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Water Heater Circuit Breaker


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In my area, a disconnect is no longer required on a water-heater circuit if the clip in the photos is installed on the breaker.

I don't understand the logic, and I don't actually understand what purpose the clip serves. It looks as if it would prevent the breaker from tripping, rather than adding any additional safety value.

I was tempted to push the breaker back and forth to see what happened, but I'm in new construction and don't want to destroy anything.

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That makes sense, but I thought the reason disconnects were required for water heaters and condensers was that the electrical panel wasn't always accessible to a repairperson.

Disconnects for water heaters aren't required around here if the heater is "in sight" of the electrical panel--when the breaker clip isn't used, clearly. It is a local requirement.

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In Bain's first photo, with the lever "down" wouldn't that prevent the breaker from tripping? What is this device actually called anyway?

It's called a breaker lockout.

It isn't possible to prevent a breaker from tripping by fastening the handle in any position. The breaker will trip regardless of the position of the handle.

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The NEC has required a line-of-sight disconnect or a lockout at the breaker for a long time. It shouldn't be a new thing.

You can't prevent a breaker from tripping by holding its lever in the "on" position.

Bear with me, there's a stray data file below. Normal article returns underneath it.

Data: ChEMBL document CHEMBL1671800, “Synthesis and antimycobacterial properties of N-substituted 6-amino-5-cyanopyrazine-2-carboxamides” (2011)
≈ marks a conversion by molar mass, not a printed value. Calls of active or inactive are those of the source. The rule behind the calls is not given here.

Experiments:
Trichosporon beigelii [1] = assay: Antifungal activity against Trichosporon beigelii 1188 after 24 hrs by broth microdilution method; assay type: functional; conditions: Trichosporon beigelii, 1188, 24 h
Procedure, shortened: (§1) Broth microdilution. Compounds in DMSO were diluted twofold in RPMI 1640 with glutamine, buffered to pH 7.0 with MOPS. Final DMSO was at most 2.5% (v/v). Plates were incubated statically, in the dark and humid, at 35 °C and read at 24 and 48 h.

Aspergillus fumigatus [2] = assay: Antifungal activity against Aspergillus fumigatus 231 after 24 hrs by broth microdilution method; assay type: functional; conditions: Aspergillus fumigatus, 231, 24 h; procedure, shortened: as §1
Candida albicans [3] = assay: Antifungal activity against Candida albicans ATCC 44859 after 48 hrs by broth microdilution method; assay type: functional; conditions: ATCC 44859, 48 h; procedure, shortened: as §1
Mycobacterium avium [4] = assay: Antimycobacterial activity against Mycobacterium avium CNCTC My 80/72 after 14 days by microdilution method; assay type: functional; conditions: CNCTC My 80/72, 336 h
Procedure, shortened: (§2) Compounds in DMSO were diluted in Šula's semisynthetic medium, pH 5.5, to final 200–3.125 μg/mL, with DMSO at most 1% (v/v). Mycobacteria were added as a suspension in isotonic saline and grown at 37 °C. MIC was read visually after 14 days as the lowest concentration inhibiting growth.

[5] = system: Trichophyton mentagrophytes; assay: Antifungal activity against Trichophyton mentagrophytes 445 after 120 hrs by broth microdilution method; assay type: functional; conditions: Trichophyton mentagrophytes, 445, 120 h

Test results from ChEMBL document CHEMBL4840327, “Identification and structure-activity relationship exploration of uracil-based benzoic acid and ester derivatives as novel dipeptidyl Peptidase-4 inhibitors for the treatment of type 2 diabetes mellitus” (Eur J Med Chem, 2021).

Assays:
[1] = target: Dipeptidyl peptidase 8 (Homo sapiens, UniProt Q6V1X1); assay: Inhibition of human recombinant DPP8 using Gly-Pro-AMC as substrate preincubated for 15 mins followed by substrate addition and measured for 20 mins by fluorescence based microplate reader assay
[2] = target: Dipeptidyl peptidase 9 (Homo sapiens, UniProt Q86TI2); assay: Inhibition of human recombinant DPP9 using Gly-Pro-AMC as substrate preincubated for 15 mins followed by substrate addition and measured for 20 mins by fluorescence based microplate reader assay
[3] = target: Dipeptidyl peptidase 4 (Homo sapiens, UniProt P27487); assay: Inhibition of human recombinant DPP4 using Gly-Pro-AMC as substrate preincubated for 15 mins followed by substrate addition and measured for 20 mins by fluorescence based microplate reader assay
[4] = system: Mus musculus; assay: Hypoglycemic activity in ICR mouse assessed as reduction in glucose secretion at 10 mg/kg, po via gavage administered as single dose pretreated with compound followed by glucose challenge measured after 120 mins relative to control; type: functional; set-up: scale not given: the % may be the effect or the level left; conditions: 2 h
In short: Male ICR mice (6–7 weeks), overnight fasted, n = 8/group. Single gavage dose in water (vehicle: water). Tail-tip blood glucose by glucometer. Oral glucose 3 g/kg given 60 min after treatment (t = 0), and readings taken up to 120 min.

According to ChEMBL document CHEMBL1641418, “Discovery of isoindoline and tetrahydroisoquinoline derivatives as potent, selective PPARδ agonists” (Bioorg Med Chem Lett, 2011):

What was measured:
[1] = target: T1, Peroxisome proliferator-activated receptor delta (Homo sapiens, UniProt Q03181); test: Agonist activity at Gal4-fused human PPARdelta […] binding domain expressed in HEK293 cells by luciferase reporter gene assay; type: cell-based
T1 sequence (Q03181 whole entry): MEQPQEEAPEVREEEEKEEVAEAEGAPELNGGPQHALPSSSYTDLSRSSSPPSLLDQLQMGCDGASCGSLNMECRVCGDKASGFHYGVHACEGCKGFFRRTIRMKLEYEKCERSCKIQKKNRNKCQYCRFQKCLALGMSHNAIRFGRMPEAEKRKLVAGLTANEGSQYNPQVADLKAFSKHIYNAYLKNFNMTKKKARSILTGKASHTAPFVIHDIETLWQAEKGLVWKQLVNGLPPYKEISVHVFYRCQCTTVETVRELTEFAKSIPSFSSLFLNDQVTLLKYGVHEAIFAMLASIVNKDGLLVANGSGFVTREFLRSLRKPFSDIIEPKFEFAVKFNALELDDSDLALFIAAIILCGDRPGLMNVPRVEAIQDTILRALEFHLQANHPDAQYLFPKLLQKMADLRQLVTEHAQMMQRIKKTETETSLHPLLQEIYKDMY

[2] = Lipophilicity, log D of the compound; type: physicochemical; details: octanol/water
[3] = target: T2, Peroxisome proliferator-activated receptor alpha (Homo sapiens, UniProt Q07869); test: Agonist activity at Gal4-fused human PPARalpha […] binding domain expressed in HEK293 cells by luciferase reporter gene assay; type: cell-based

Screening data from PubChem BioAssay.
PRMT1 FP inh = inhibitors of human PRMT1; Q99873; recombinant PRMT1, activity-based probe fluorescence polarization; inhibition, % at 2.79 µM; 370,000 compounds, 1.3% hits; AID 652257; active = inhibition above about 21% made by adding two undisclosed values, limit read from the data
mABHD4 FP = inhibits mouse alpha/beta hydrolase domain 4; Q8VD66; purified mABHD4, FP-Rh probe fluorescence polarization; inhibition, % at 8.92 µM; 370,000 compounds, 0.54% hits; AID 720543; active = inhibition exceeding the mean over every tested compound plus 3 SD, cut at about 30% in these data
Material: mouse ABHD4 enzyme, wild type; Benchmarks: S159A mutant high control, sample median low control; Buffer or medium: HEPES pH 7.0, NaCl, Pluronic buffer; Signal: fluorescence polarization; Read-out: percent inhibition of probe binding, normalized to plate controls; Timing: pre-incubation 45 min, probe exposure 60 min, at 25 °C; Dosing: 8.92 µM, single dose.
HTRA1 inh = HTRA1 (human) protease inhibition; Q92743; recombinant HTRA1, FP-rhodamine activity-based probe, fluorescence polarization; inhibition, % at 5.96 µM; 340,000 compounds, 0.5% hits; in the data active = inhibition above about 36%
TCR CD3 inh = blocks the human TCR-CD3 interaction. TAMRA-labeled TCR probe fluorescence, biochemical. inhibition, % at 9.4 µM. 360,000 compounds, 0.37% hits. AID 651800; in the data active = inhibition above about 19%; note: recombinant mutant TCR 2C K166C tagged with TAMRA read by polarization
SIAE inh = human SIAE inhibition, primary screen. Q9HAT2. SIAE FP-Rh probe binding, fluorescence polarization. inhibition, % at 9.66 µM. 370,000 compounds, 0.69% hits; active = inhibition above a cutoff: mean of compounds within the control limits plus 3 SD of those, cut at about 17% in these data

Well, but that was my original question, which apparently I didn't word well. I didn't understand why having the lock-out obviated the need for a disconnect.

I didn't realize the NEC allowed "either/or." I had never seen one of those clips till about a year ago when a large-volume builder began using them in their houses.

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My understanding is that the point of either is to prevent some jamoke from coming along while someone is working on the appliance and saying "Hey this breaker is off" and flipping it on. If line-of-sight, the person about to be zapped will say "Hey idiot, step away from that disconnect and go find someone else to kill." If lockout, the idiot would have to get (small) bolt cutters to remove the lock to turn the breaker back on, hopefully causing him/her to say "Oh, someone must really want this turned off since they locked it off." Not quite as foolproof as it requires actually placing the lock. Don't know if this is the real reason or urban legend.

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My understanding is that the point of either is to prevent some jamoke from coming along while someone is working on the appliance and saying "Hey this breaker is off" and flipping it on. If line-of-sight, the person about to be zapped will say "Hey idiot, step away from that disconnect and go find someone else to kill." If lockout, the idiot would have to get (small) bolt cutters to remove the lock to turn the breaker back on, hopefully causing him/her to say "Oh, someone must really want this turned off since they locked it off." Not quite as foolproof as it requires actually placing the lock. Don't know if this is the real reason or urban legend.

Yes. The purpose is to prevent someone from casually re-energizing the circuit at an inopportune time.

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